During the next year, the garden and collaborators at the Salk Institute will establish what is expected to become a best-in-class model for the curation and conservation of economic plants and the development of plant-based medicines.
The collection will focus on species used in Western medicine from antiquity to the present, the medicinal plants of indigenous peoples, and medicinal plants of the Southwest, with a focus on San Diego flora.
“The Conrad Prebys Foundation is delighted to fund this project, as it supports our vision for growing a stronger and healthier San Diego through an innovative and collaborative approach,” said Erin Decker, director of grantmaking.
“This national plant collection and consortium form a cutting-edge model that will contribute to both environmental conservation and economic development goals by studying and developing plant-based solutions,” Decker said.
The consortium, which will include local universities, research institutes and Indian tribes, hopes to grow at least 500 medicinal plants, while also developing protocols to optimize drug discovery from the collection.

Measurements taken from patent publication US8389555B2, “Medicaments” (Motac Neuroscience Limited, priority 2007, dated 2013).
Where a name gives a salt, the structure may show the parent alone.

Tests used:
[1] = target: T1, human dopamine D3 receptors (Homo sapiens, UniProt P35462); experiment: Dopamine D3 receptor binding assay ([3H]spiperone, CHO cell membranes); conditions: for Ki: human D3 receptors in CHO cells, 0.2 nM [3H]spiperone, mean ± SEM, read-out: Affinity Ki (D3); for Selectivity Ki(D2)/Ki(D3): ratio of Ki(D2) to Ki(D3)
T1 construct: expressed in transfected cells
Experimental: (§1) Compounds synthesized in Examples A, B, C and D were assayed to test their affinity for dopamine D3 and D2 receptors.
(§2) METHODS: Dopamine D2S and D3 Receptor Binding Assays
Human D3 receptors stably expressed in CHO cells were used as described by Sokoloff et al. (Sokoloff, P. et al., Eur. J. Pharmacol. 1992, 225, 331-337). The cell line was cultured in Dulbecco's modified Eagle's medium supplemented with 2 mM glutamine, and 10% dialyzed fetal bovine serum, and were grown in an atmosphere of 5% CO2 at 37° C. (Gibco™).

“In the coming months, we will organize a San Diego-based consortium of scientists and stakeholders from plant biology institutions, drug development researchers, and experts on traditional uses of plant medicines,” said Ari Novy, president and CEO of the garden.
Novy said plans include creating a public medicinal plant garden to teach the more than 200,000 children and adults who visit each year about medicinal flora cultivation, use and discovery.
Established in 1970, San Diego Botanic Garden is a 37-acre natural setting in Encinitas with four miles of trails and nearly 5,300 plant species and varieties.